The Karate Kid Review
The majority of this review has been culled from my recent review of the US release of 2010’s Karate Kid remake, a release which ostensibly seems identical to this new UK edition.
This movie has nothing to do with Karate. However, other than that, this 2010 reboot/reworking/remake of the seminal 80s underdog flick, The Karate Kid, is a scene-for-scene, at times word-for-word modern update of the classic tale, albeit with the location changed (although even that was already done in the 80s sequel, The Karate Kid Part II). If you’ve seen the original – and, really, how many people haven’t? – then there are no surprises during the narrative of this newer, shinier version, which boasts the same, at times overlong, near two-and-a-half hour runtime. Still, don’t let all of the undeniable similarities fool you – this is one of the best remakes that I have ever come across.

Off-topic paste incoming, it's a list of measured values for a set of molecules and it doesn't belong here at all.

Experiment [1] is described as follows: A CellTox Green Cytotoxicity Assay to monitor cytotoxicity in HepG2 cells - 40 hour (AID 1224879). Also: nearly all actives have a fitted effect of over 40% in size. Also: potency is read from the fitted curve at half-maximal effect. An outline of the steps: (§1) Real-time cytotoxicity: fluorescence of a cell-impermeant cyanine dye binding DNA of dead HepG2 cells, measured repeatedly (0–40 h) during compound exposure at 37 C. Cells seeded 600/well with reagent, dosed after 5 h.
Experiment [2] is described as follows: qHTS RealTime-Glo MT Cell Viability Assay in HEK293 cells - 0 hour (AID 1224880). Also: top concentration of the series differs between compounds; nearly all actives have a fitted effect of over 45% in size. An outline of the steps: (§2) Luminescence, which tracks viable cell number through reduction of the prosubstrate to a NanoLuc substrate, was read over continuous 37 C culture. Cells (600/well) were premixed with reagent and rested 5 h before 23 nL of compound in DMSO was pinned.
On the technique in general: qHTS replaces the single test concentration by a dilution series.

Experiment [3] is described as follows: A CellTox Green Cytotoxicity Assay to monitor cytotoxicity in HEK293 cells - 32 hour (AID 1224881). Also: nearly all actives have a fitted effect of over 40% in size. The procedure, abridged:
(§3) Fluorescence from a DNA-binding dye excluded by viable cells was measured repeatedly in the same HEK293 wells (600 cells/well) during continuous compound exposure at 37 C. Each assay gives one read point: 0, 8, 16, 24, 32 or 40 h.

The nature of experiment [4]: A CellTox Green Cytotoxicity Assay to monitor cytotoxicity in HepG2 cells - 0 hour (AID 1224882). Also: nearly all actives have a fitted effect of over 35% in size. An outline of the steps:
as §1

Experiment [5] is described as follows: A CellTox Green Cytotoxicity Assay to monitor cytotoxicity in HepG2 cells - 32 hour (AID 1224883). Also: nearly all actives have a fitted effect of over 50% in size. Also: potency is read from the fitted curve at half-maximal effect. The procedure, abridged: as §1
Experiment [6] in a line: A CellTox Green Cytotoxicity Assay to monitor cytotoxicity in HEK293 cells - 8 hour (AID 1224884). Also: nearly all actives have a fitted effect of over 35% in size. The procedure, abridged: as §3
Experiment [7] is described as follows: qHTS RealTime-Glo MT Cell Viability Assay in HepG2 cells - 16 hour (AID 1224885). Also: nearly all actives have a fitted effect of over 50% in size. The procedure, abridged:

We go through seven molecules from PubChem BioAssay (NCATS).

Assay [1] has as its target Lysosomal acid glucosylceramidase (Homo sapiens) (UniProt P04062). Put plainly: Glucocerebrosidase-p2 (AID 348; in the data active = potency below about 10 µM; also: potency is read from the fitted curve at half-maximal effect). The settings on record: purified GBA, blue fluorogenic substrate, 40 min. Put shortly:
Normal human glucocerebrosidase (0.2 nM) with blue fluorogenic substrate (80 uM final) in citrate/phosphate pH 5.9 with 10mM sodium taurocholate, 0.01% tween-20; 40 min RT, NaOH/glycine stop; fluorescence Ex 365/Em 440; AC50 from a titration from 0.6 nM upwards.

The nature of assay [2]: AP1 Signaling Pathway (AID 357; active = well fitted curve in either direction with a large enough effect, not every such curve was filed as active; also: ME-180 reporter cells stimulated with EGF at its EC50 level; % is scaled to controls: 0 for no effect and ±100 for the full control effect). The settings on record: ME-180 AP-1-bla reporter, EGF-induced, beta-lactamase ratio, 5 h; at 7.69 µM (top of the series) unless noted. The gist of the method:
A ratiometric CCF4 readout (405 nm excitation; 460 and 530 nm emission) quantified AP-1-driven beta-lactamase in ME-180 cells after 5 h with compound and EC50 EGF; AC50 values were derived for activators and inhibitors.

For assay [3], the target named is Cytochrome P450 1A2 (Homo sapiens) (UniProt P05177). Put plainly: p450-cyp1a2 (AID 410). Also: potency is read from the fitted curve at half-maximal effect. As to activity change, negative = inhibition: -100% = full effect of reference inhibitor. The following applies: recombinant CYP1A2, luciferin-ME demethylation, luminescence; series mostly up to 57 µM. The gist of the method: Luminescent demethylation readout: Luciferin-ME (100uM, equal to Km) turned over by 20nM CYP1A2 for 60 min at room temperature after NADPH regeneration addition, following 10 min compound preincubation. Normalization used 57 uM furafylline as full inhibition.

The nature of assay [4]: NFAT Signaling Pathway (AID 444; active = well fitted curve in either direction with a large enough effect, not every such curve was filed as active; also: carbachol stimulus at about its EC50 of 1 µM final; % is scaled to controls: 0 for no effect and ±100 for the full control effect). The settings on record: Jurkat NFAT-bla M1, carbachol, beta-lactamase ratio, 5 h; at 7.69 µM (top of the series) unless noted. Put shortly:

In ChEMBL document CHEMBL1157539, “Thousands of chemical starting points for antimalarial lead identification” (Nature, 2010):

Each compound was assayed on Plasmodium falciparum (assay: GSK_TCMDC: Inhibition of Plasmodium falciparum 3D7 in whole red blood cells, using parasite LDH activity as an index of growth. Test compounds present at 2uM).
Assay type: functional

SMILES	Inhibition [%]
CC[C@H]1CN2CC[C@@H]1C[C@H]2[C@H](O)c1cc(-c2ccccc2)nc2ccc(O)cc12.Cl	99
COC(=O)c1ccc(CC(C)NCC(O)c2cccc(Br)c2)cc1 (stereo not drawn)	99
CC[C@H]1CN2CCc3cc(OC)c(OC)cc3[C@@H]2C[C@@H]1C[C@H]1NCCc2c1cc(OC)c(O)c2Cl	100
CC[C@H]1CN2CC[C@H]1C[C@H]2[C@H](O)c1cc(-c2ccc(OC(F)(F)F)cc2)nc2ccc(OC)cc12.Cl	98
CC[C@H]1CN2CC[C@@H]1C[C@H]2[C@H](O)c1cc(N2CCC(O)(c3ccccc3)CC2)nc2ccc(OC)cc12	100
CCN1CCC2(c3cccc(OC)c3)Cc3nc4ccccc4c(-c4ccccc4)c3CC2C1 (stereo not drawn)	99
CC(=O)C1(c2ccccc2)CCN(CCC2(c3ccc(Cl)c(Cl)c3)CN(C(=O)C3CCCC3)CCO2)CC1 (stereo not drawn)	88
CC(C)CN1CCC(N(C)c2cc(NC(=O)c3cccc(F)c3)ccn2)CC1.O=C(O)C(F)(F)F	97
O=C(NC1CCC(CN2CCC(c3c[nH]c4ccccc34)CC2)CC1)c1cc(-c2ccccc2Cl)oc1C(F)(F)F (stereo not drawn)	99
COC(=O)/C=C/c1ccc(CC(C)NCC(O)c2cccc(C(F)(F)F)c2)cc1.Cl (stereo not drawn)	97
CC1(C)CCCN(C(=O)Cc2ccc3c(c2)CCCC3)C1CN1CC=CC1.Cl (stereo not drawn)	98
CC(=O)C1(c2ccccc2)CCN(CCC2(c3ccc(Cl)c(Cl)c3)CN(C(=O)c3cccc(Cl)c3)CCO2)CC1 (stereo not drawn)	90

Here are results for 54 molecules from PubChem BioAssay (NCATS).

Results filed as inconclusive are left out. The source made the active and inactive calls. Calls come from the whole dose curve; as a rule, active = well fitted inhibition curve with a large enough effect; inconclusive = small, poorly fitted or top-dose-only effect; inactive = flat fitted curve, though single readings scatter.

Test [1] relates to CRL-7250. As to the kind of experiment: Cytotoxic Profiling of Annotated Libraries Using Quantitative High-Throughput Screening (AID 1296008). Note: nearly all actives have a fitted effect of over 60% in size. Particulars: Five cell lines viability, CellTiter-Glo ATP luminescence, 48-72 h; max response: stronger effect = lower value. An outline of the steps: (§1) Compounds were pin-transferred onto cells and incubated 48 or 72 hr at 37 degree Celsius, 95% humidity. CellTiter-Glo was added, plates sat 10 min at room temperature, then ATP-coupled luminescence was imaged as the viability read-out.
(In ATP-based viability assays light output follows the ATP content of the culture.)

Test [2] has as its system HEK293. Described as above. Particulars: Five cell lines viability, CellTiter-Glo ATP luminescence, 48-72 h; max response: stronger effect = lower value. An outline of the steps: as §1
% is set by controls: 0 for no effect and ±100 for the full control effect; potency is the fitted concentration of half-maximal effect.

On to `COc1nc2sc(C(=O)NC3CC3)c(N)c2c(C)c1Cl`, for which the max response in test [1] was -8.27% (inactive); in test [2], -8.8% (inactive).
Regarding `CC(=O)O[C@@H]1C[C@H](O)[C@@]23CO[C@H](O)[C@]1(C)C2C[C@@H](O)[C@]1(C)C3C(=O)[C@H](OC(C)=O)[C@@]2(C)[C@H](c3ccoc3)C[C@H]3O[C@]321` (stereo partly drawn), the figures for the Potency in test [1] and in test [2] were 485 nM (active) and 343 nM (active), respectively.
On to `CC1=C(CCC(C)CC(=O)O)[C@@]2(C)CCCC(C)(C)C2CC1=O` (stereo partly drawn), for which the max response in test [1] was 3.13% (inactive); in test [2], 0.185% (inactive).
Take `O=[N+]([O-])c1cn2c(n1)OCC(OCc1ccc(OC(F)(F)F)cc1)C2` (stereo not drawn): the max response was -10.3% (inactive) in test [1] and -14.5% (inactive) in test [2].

For those who don’t recall, the story is simple. 12 year-old Dre Parker and his widowed mother, Sherry, are relocating from Detroit to Beijing, China. Joining the local school, Dre has some difficult settling in – not just because he is a Western foreigner with a poor grasp of Chinese, but also because he shows interest in one of the pretty local girls, angering the school’s bullies, who promptly set about making his life a misery. Trying to stand up for himself, Dre finds that his very limited fighting abilities are no match for the Kung Fu-trained kids, and promptly gets his ass kicked. Repeatedly. But when the maintenance man in his apartment block takes him under his wing, and offers him a chance to learn some real martial arts moves, Dre sets about trying to better himself so that he can finally challenge his oppressors at an organised Kung Fu tournament.